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Construction ban lifted for Draper charter school

Published April 4, 2017 9:42 pm

Education • State Board of Education grants one-month permit after fire marshal's inspection.
This is an archived article that was published on sltrib.com in 2017, and information in the article may be outdated. It is provided only for personal research purposes and may not be reprinted.

American Preparatory Academy in Draper was given the green light Tuesday to resume construction of its new high school campus.

The Utah Board of Education issued a stop-work order last week until the state fire marshal could approve an emergency access route the charter school created by purchasing a nearby residential property and converting its driveway into a construction entrance.

Without that driveway, American Preparatory Academy's property is landlocked, forcing it to rely on an easement that connects the school's parking lot to Lone Peak Parkway. Those constraints on the charter school parcel are the source of an ongoing dispute with APA's neighbor, an industrial park, over a narrow strip of private land that separates the school from a nearby roadway.



The school construction site, located adjacent to American Preparatory Academy's existing elementary and middle school, was inspected by the fire marshal on Friday. Assistant state superintendent Natalie Grange said Tuesday the academy was granted a full construction permit expiring a month from now, on May 5.

"The month is to evaluate their progress on the temporary emergency access," she said.

American Preparatory Academy currently operates six charter schools in Utah, and plans to open its new high school campus in Draper this fall.

In an email, the school's governing board chairman, Brad Findlay, expressed appreciation to the Utah Board of Education for allowing construction to move forward — though he noted the academy had received a verbal go-ahead and was awaiting written notification.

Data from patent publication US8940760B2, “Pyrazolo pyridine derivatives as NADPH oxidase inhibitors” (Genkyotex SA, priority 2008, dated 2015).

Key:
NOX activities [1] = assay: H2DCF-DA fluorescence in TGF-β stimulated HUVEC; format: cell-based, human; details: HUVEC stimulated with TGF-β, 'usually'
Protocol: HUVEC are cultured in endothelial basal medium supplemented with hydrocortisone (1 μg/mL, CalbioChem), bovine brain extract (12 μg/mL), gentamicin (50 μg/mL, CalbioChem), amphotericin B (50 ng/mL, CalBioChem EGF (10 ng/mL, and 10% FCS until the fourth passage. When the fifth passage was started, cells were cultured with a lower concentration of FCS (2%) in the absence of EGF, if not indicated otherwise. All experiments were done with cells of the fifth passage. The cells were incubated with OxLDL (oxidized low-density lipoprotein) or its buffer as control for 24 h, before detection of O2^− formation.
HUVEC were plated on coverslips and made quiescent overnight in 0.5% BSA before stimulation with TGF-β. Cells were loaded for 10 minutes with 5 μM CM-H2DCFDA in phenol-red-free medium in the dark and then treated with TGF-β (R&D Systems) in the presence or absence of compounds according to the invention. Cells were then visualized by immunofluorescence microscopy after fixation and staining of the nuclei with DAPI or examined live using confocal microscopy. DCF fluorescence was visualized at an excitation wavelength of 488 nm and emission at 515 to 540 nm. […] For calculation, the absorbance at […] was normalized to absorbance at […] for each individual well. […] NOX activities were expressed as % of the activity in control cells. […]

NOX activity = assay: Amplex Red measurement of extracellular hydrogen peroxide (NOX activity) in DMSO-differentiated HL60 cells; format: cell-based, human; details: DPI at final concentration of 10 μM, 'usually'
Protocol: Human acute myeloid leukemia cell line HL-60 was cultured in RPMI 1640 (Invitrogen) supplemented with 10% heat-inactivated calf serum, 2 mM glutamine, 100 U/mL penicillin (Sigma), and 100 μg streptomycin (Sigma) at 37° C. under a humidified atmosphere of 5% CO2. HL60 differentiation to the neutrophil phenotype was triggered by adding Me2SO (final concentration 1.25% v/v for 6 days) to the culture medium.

The existing charter school and the planned expansion have been a point of frustration for some Draper residents. Neighbors say the limited access generates significant traffic congestion on Lone Peak Parkway as students are dropped off and picked up. And some parents reportedly bypass that traffic by driving through the nearby neighborhood and encouraging their children to reach the school by walking through private property.

School representatives argue those concerns would be addressed by getting access to the roadway on its south side, while tenants of the industrial park have countered it would be unsafe to mingle school and industrial traffic.

American Preparatory Academy administrators distributed a flyer to residents in August, which said completion of the new high school campus would add 300 students to the area but also would mitigate congestion through staggered schedules and increased parking.

"Right now we have 1100+ students in grades K-12 stuffed into our one building, with one start and one stop time, which puts WAY TOO MANY cars on Lone Peak during drop-off and pick-up times," the flyer states. "Having 2 schools will SPREAD OUT the cars so there will be FAR FEWER cars on Lone Peak at any given time."

School representatives have asked the State Charter School Board to exercise eminent domain and condemn the land that separates American Preparatory Academy from the road on its south side. But the board declined, voting to delay consideration of eminent domain until a lawsuit between the charter school and industrial park could be resolved.

Third District Judge Su Chon ruled last week that APA's property falls short of the road. And charter school board executive director Jennifer Lambert confirmed Tuesday that American Preparatory Academy had renewed its request for eminent domain in light of Chon's decision.

Lambert said the charter school board has not yet determined whether, or when, to consider APA's new request. "It is currently not on April's agenda," he said.

The state charter school board has never exercised eminent domain and there is disagreement within Utah's education and political community on whether the board, an unelected panel subsidiary to the Utah Board of Education, possesses the legal right to claim private property for public use.

bwood@sltrib.com

Twitter: @bjaminwood

 

 

 

 

 

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